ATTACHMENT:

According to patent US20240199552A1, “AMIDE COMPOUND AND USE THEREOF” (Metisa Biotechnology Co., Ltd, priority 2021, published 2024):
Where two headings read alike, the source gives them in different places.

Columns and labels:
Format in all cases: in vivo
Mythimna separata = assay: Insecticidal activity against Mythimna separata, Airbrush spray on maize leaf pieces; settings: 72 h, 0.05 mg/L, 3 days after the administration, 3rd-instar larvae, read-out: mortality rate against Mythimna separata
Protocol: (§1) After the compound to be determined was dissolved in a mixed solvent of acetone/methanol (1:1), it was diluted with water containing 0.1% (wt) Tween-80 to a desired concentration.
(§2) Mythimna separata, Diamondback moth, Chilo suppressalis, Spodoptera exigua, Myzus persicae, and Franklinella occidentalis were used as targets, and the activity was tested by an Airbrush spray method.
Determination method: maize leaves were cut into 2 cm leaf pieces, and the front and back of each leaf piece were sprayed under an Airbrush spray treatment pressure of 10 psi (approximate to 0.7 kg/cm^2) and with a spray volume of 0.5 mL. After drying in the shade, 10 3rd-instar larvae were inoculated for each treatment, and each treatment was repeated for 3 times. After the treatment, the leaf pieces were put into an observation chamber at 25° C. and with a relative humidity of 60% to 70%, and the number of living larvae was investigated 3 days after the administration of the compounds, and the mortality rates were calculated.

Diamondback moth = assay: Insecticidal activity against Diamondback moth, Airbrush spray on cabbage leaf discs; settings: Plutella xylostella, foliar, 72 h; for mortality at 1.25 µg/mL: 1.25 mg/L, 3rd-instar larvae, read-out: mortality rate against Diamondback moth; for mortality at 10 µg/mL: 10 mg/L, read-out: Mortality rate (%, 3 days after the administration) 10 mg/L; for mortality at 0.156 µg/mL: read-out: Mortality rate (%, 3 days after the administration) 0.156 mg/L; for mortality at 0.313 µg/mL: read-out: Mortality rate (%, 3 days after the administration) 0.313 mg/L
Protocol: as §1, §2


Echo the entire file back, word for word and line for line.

According to patent US20240199552A1, “AMIDE COMPOUND AND USE THEREOF” (Metisa Biotechnology Co., Ltd, priority 2021, published 2024):
Where two headings read alike, the source gives them in different places.

Columns and labels:
Format in all cases: in vivo
Mythimna separata = assay: Insecticidal activity against Mythimna separata, Airbrush spray on maize leaf pieces; settings: 72 h, 0.05 mg/L, 3 days after the administration, 3rd-instar larvae, read-out: mortality rate against Mythimna separata
Protocol: (§1) After the compound to be determined was dissolved in a mixed solvent of acetone/methanol (1:1), it was diluted with water containing 0.1% (wt) Tween-80 to a desired concentration.
(§2) Mythimna separata, Diamondback moth, Chilo suppressalis, Spodoptera exigua, Myzus persicae, and Franklinella occidentalis were used as targets, and the activity was tested by an Airbrush spray method.
Determination method: maize leaves were cut into 2 cm leaf pieces, and the front and back of each leaf piece were sprayed under an Airbrush spray treatment pressure of 10 psi (approximate to 0.7 kg/cm^2) and with a spray volume of 0.5 mL. After drying in the shade, 10 3rd-instar larvae were inoculated for each treatment, and each treatment was repeated for 3 times. After the treatment, the leaf pieces were put into an observation chamber at 25° C. and with a relative humidity of 60% to 70%, and the number of living larvae was investigated 3 days after the administration of the compounds, and the mortality rates were calculated.

Diamondback moth = assay: Insecticidal activity against Diamondback moth, Airbrush spray on cabbage leaf discs; settings: Plutella xylostella, foliar, 72 h; for mortality at 1.25 µg/mL: 1.25 mg/L, 3rd-instar larvae, read-out: mortality rate against Diamondback moth; for mortality at 10 µg/mL: 10 mg/L, read-out: Mortality rate (%, 3 days after the administration) 10 mg/L; for mortality at 0.156 µg/mL: read-out: Mortality rate (%, 3 days after the administration) 0.156 mg/L; for mortality at 0.313 µg/mL: read-out: Mortality rate (%, 3 days after the administration) 0.313 mg/L
Protocol: as §1, §2